Etymology
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uncut (adj.)
early 15c., "not gashed or wounded," from un- (1) "not" + past participle of cut (v.). Of books, "not having the leaves slit open" it is recorded from 1828; of plays, etc., "without excisions," it is attested from 1896.
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cutlet (n.)

1706, "small piece of meat," especially veal or mutton, cut horizontally from the upper part of the leg, from French côtelette, from Old French costelette "little rib" (14c.), a double diminutive of coste "rib, side," from Latin costa (see coast (n.)); influenced by unrelated English cut (n.).

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undercut (v.)
late 14c., "to cut down or off," from under + cut (v.). In the commercial sense of "sell at lower prices" (or work at lower wages) it is first attested 1884. Figurative sense of "render unstable, undermine" is recorded from 1955, from earlier literal meaning "cut so as to leave the upper portion larger than the lower" (1874).
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cutlass (n.)

"short sword or large knife with a flat, wide, slightly curved blade," used for cutting more than thrusting, 1590s, from French coutelas (16c.), which is probably from Italian coltellaccio "large knife," with augmentative suffix -accio + coltello "knife," from Latin cultellus "small knife," diminutive of culter "knife, plowshare," from PIE *kel-tro-, suffixed form of root *skel- (1) "to cut." Not related to cut.

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cutting (adj.)

c. 1400, "penetrating or dividing by an edge," present-participle adjective from cut (v.). As "wounding or deeply affecting the feelings," 1580s. Related: Cuttingly.

Cutting-edge is by 1825 in the literal sense "cutting surface of a blade or tool" (often at first with reference to plows); figurative sense "highest or most advanced state of development" is from 1964.

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shortcut (n.)

also short-cut, "path taken between two places not as long as the ordinary way," 1580s (figurative), from short (adj.) + cut (n.) in the sense "passage, course, or way straight across" (1570s). As a verb, "take a shortcut, cross by a shortcut, overtake by means of a shortcut," by 1915. Related: Shortcutting.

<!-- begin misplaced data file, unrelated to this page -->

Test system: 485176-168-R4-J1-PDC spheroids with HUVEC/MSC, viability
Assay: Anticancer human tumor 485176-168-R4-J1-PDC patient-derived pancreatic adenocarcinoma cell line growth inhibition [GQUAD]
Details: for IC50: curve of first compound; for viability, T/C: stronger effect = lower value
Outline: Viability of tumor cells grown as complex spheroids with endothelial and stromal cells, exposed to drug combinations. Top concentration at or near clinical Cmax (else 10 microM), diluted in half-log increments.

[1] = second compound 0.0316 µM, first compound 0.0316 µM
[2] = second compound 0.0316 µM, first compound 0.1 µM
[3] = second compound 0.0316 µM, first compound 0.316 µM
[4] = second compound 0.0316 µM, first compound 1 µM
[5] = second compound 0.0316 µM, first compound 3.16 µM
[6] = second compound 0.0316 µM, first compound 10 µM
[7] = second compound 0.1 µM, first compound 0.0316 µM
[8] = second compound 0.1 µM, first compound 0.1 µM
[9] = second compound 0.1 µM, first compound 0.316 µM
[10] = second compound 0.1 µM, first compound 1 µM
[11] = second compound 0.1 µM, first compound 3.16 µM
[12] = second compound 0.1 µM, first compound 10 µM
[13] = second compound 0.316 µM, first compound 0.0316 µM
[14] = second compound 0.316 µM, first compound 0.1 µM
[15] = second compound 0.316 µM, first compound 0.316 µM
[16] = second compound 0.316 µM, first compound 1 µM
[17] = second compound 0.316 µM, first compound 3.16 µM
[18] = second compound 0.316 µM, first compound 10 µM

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haircut (n.)

also hair-cut, 1887, "act of cutting the hair," from hair (n.) + cut (n.). As "style of wearing the hair," by 1890.

The Romans began to cut the hair about A.U.C. 454, when Ticinius Maenas introduced Barbers from Sicily. Then they began to cut, curl, and perfume it. The glass was consulted as now upon rising from the barber's chair. [Rev. Thomas Dudley Fosbroke, "Encyclopædia of Antiquities," London, 1825]

Related: Haircutter; haircutting.

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dashing (adj.)

1796, "performed with dash, impetuous;" from 1801 as "given to cutting a dash," a colloquial expression attested from 1786 (see cut (v.)) for "acting brilliantly," from dash (n.) in the sense of "showy appearance" (1715). Earlier in the sense of "splashing" (1620s), which replaced dashende (mid-15c.) as a present-participle adjective. Related: Dashingly.

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cutter (n.)

late 12c. as a surname, "one who cuts" in any sense, "one who shapes or forms by cutting," agent noun from cut (v.). From 1630s as "instrument or tool for cutting."

As a type of small, single-masted vessel, from 1762, earlier "double-banked boat belonging to a ship of war" (1745); perhaps so called from the notion of moving quickly, or of "cutting" through the water.

Revenue cutter, a light-armed government vessel commissioned for the prevention of smuggling and the enforcement of the customs regulations. Formerly the vessels for the protection of the United States revenue were cutter-rigged, but now the name is applied indiscriminately, although almost all the revenue vessels are steamers, and the few remaining sailing vessels are schooner-rigged. [Century Dictionary, 1889]
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uppercut (n.)

in pugilism, a close-in strike upward with the fist, 1831, from upper + cut (n.). Perhaps the image is of chopping a tree by making cuts up (as well as down) in the trunk.

It was on a side hill, and I observed a boy, who appeared to be about fifteen years of age, opposite the house felling a large tree; he had cut a few chips from the under side, and was then making the principal incision on the upper. ... I said to the boy, "Well Sir, I see that you make the upper cut." "That is the true cut," said the boy; "for if you will take the axe and try below, you will find that the tree will crowd down upon your chips, and you can't get it down in double the time." [Theodore Sedgwick, "Hints to My Countrymen," 1826]
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